The bottom painting is of Cindy and Charles, my plein air painting neighbors. They were great and were both painting the most interesting old building on C street. Cindy's is watercolor, Charles' is oil. By the way, Charles has the best gorp. M&M's and salted cashews. None of that healthy filler that gets in the way of the tasty M&M's.
I was painting near a yellow jacket nest, as I quickly learned when one stung my hand, but a wonderful man in a truck stopped, saw me dancing around, and left me with a gift: a can of Repel. What a lifesaver. In all, a fascinating day of painting my brick building, and chatting about art with passersby and the homeless people and kids who frequent Maritime Heritage Park.
Friday, August 21, 2009
Their description is wonderful and at the end it says that Leon Bonvin committed suicide at age 31 after an art dealer deemed his works "too dark, not gay enough."
I apologize for the off-kilter photo. I didn't want to disturb the person parked in front of the painting but I'm not sure why, my husband would have stepped aside for a moment for me!
We're back from a 9 day trip to California where we visited family and looked at art. This is a painting I've always loved and is so familiar. It's the cover of my 1985 edition of Modern Art by Hunter and Jacobus.
I'd hoped to see paintings by Wayne Thiebaud at the San Francisco MOMA but alas, there was just one thing by Thiebaud and it wasn't a painting.
Wednesday, August 12, 2009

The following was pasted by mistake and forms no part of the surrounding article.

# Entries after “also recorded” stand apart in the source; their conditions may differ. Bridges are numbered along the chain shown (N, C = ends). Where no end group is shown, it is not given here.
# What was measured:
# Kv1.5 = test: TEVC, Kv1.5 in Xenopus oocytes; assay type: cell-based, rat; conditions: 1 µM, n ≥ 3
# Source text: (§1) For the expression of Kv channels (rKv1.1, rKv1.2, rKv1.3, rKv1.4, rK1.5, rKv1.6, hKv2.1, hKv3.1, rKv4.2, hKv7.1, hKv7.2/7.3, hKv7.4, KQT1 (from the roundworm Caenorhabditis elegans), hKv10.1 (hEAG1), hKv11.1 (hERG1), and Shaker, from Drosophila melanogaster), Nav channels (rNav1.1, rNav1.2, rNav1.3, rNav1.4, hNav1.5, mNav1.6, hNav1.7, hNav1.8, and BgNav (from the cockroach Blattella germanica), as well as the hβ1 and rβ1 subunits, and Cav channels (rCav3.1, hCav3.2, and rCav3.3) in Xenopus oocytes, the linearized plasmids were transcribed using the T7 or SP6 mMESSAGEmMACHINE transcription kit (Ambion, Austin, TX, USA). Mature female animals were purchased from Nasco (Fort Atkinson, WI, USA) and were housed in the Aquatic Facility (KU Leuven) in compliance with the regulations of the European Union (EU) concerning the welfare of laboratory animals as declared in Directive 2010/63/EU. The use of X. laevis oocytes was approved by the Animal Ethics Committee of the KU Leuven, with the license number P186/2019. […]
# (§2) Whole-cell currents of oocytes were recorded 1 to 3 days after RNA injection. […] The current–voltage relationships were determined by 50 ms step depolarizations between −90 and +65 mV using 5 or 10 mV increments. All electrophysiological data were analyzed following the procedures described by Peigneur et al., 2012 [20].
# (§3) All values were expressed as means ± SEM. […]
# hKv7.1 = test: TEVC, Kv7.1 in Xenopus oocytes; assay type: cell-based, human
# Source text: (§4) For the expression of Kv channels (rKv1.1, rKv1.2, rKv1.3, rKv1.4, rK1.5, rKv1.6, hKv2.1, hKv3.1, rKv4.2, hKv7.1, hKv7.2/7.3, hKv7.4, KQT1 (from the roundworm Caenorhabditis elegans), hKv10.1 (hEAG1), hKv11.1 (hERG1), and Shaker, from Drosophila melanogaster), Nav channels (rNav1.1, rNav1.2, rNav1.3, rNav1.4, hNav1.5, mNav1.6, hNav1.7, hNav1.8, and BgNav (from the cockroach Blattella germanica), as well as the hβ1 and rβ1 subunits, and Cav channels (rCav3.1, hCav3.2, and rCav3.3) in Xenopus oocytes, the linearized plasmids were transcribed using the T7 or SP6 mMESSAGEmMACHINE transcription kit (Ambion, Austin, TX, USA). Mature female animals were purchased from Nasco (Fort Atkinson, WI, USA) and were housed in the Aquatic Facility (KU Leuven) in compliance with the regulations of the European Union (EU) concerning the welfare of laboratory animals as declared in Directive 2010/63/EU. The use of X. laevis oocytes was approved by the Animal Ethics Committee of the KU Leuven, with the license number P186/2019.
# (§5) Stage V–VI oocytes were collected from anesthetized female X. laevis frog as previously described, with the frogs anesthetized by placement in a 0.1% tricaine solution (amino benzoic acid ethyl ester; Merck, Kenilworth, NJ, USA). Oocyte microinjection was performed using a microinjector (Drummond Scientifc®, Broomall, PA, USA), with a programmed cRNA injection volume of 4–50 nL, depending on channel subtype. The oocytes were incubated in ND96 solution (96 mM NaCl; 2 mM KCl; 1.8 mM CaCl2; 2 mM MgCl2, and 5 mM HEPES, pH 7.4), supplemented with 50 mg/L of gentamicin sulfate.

We spent a day in San Francisco visiting the SFMOMA, eating mussels and tarte tatin at a French restaurant (Le Charm, lovely) and going to galleries. San Francisco has a nice, dense cluster of galleries just north of the Museum of Modern Art, including many in one building, and we had a great time stopping by to see.
Our last stop was the John Berggruen gallery. We walked up the stairs but the glass door leading to the gallery was closed. Fortunately a young man working there came, opened the door and said they were hanging a show but he guessed it would be all right if we looked around. Leaning against a wall nearby was a small Thiebaud painting. A recent one, dated 2009, of a box of chocolates. Heaven! Upstairs were 2 Diebenkorns (pictured above) a David Park painting and a Bischoff. More heaven!
They were busy figuring out the hanging details so all the pieces were leaning against walls. It was bliss to squat down in front of these and look carefully at each one.
This gallery stop was a highlight of our trip.
Sunday, August 9, 2009
Three Bing Cherries. Oil on Gessoboard. 5 x 5. $80-
Friday, August 7, 2009
Tomatoes are starting to ripen in our garden which is always a cause for celebration here in the far northwest. Sungold tomatoes are coming along, the mystery tomato on the right produces a fruit about once every 4 days and then the 'Early Girl', the green one, has not been early.
Thursday, August 6, 2009
This is a quick study for a larger painting, and the beginning of a new series. I've always been intrigued by the play of light on the road ahead during long night drives.
The color of the sky at dark with the black outline of trees is magical and always lighter and more vivid that I think it will be.
When I visited Philadelphia and DC with my daughter in June I bought a packet of sanded paper. It's gessoed once on the back and twice on the front and it's sanded. It's made by the Wallis Corporation in Portland, OR. They say it's archival. So far I like it a lot and it seemed perfect for a study with deliberately indistinct edges.
Wednesday, August 5, 2009
I've been working on two large landscapes this past week, but did pick some sungold tomatoes from my garden for a quick painting. I like to finish things and sometimes just need to complete a painting. For that I can turn to my garden and my stack of gessoboards. I'm happy with the translucent look of these little gems.